Wednesday, April 3, 2013
Training evening simulated a fire in the confined spaces of a naval ship under construction at Babcock Marine in Appledore.
ANYONE passing by Babcock Marine last Tuesday evening would have been forgiven for thinking a major incident was going on.
But in actual fact, four fire crews from Bideford, Torrington and Appledore were taking part in an important training exercise.
With a ‘fire’ in the engine room of a naval ship currently being built at the shipyard, crews arrived at the scene to find they had to rescue three ‘casualties’.
While the fire may not have existed and the casualties were in fact made out of sacks, the training exercise is vital for crews to gain valuable experience.
“Babcock is one of the biggest employers in the area and it’s really important we’re familiar with it in case we ever need to attend a real incident here,” said Graham Rooke, Bideford Station Manager.
“The ship is half way through it’s build at the moment but when it is nearer completion the small compartments could fill with smoke quickly and there’s a lot of combustible substances on board.”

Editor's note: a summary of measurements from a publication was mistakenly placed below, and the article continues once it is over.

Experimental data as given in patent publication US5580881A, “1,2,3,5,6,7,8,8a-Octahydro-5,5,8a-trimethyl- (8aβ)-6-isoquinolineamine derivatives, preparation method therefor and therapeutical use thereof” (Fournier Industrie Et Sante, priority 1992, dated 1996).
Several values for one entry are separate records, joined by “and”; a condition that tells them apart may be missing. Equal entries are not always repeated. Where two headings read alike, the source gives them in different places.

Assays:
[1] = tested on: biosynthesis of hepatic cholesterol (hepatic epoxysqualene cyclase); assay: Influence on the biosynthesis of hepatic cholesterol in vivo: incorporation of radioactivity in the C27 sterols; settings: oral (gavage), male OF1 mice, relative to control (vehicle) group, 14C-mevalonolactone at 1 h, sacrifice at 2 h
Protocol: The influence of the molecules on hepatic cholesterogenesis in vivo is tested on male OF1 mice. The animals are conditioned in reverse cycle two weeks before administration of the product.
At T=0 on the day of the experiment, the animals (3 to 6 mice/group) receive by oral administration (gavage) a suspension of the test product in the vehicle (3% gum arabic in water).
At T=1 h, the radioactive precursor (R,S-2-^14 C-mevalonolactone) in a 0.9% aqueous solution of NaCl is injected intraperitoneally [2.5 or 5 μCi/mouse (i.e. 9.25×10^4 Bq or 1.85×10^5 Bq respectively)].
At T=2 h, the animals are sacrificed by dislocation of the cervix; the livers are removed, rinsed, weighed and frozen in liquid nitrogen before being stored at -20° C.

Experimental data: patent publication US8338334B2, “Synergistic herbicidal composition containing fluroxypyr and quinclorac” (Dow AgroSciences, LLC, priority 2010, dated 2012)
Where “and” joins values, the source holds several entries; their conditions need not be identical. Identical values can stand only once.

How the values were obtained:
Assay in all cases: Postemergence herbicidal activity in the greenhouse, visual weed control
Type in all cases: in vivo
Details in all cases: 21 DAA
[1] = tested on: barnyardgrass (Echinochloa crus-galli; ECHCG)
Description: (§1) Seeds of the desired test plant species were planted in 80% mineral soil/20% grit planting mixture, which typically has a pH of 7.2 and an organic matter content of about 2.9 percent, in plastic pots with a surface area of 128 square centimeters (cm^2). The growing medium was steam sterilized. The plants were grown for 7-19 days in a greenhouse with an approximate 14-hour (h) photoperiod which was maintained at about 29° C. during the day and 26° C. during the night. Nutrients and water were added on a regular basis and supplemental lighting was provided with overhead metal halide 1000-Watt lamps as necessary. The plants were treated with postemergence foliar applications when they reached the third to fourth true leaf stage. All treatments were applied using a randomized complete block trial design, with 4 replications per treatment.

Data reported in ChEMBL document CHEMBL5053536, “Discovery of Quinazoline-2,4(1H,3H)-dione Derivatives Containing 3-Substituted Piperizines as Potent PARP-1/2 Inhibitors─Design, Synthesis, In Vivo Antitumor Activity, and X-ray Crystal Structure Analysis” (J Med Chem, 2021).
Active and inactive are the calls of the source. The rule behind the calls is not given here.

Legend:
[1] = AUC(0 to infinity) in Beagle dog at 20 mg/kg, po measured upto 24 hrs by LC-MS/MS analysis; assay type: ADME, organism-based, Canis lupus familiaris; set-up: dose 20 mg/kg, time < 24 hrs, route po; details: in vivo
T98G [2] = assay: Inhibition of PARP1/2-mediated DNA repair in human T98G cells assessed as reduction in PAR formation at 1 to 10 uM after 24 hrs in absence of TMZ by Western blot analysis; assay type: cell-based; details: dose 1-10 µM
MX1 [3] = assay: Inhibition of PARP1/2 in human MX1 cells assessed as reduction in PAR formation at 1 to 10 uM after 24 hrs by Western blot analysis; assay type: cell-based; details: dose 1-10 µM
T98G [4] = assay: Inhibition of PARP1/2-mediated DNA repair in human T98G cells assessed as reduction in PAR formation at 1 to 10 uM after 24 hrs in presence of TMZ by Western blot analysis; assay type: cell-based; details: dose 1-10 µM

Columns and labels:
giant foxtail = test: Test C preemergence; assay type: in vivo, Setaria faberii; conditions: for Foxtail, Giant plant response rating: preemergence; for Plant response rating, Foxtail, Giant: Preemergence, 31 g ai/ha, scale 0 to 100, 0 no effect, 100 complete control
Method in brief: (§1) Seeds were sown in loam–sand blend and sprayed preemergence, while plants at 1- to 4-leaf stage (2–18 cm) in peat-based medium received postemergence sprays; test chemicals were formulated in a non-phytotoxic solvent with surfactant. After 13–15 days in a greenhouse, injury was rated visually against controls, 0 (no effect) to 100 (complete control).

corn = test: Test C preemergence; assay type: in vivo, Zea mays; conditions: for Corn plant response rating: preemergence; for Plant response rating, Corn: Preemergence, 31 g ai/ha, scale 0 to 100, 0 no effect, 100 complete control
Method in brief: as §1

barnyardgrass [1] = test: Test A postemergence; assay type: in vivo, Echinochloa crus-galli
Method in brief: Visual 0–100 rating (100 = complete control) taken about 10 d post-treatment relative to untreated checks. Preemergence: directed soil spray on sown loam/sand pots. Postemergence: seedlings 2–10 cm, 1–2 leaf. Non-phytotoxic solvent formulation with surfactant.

Wearing breathing apparatus, small teams wearing blanking masks were sent into the confined spaces of the ship to carry out a search for casualties.
Neil Hole, watch commander for Bideford, said: “These imitate what it’s like to enter a smoke-logged building; it’s like looking through milk bottles.
“The team have to conduct a left-hand search, meaning they keep their hands on the left wall of the ship, and shuffle through with their feet.
“In a real situation, if you don’t follow this procedure or don’t pick out landmarks such as doors and windows on your way through, it’s amazing how quickly you can get disorientated in even a small room.”
With the casualties successfully rescued and everyone out of the ship without injury, the 45 minute training exercise was a success.
David Wainwright, ship manager at Babcock, said the evening had been beneficial for staff at the shipyard as well as the fire service.
He said: “Carrying out exercises on the ships improves our fire and rescue capabilities and also proves the systems we have in place.
“Some of the team who work on site are retained fire fighters so that is also great for us; we’re quite lucky to have them.
“It’s been a successful evening and we want to thank the fire teams for coming down and for their efforts.”
IN PICTURES: To see more photos from the training exercise, click the gallery in the top right of the page.